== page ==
imelda and the goblin kingImelda and the Goblin King
Written and Illustrated by Briony May Smith
Published by Flying Eye Books

When I was a kid I was given by some unknown relative an anthology of folk tales from the 1960’s. I don’t remember if they were from any specific culture, or even which tales were included, but I’ve always remembered the illustrations. They were awash in earth-tones, with grotesque-cute characters and villains that were on the legitimately scary side. The moral lessons therein had terrible consequences, not the slaps on the wrist so common in the Disney-fied landscape of modern fairy tales. I’ve searched for similar books in used book stores for years, but have not managed to track down any that are quite right…

Yesterday I received a book in the mail, and when I opened the envelope I was brought back, finally.

Here were the earth-tones. Here were the adorably awful characters and the frightening bad guys. Here were the moral lessons that carry with them real consequences for the characters.

Briony May Smith’s Imelda and the Goblin King is a brilliant evocation of the golden age of the folk tale, somewhere between the gruesome stories dreamed up by The Brothers Grimm, and the saccharine nonsense peddled dressed in glitter-specked book jackets today. (But certainly owing more to the Grimm tradition.)

Imelda, a human girl, lives alongside a forest populated by fairies, with whom she has a close bond. One day the forest is taken over by a goblin, who appoints himself the King of the Forest; The Fairy Queen, not able to ImeldaAndTheGoblinKing_jpg11understand one so angry, posits that, should they lay before him a feast of great lavishness, he might lighten up and treat them with kindness. Of course, he does not; he proves himself selfish and mean, and locks up The Fairy Queen. Imelda comes up with a plan to test The Goblin King, which will either free him from himself or do away with him for good.

There is nothing about this book I dislike. It’s a simple story, very well told, with illustrations that match the content perfectly and also capture the spirit of those books I remember from my childhood. (This book even smells like those.) There is great humour in both the text and the pictures, and the lesson is clear without being heavy-handed.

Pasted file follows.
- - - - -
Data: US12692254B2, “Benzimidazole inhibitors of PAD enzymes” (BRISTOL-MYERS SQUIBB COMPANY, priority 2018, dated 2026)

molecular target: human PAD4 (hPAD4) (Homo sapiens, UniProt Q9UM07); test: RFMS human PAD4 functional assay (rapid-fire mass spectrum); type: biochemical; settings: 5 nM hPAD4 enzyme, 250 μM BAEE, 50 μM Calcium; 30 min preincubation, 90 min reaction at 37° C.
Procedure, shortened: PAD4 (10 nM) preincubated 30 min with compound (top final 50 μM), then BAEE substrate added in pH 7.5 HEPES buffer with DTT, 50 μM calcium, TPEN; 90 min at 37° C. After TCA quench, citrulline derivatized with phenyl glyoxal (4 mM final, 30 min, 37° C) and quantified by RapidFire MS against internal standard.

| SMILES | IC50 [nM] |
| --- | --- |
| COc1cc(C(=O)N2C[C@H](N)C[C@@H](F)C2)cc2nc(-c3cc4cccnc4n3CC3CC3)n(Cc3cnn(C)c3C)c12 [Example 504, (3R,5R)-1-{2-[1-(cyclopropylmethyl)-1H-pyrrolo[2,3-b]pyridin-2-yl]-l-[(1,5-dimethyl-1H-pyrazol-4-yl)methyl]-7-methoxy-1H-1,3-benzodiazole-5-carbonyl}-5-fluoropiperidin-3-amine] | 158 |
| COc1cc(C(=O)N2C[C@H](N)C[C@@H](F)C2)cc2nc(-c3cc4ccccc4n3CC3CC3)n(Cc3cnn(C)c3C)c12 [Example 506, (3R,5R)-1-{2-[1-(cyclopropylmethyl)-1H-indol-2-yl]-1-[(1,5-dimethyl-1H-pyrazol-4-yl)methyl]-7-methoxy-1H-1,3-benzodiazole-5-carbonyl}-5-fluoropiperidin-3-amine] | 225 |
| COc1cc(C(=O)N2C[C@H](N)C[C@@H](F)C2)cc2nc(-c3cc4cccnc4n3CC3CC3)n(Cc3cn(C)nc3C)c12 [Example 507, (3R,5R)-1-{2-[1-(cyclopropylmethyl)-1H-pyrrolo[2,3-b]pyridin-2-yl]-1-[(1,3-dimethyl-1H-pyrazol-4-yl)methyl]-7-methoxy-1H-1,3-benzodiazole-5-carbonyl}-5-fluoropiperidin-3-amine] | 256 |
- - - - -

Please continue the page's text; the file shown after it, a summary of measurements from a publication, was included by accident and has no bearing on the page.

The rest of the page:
Smith packs so much wonerful detail into every spread, it’s almost overwhelming. Hours could be spend poring over each page, examining every fairy and creature. Indeed, my daughter and I spend a good amount of time choosing our favorite characters on each page, and then our favorite for the whole book. (We agreed on the fairy riding the rabbit…)

Flying Eye Books, increasingly one of the finest purveyors of children’s books of the planet, is the perfect publisher for a book such as this. They have shown time and again that they understand that the form of the book must work in conjunction with the content, and here they nail that marriage. Even the end papers are gourgeous. Perfection.

Briony May Smith is a major talent, and Imelda and the Goblin King is a clear statement of intent from an author-illustrator from whom I eagerly await more.

A serious contender for Best Book of the Year.


Kinderlit requested and received a copy of Imelda and the Goblin King in exchange for an honest review. Read about our Review Policy HERE.


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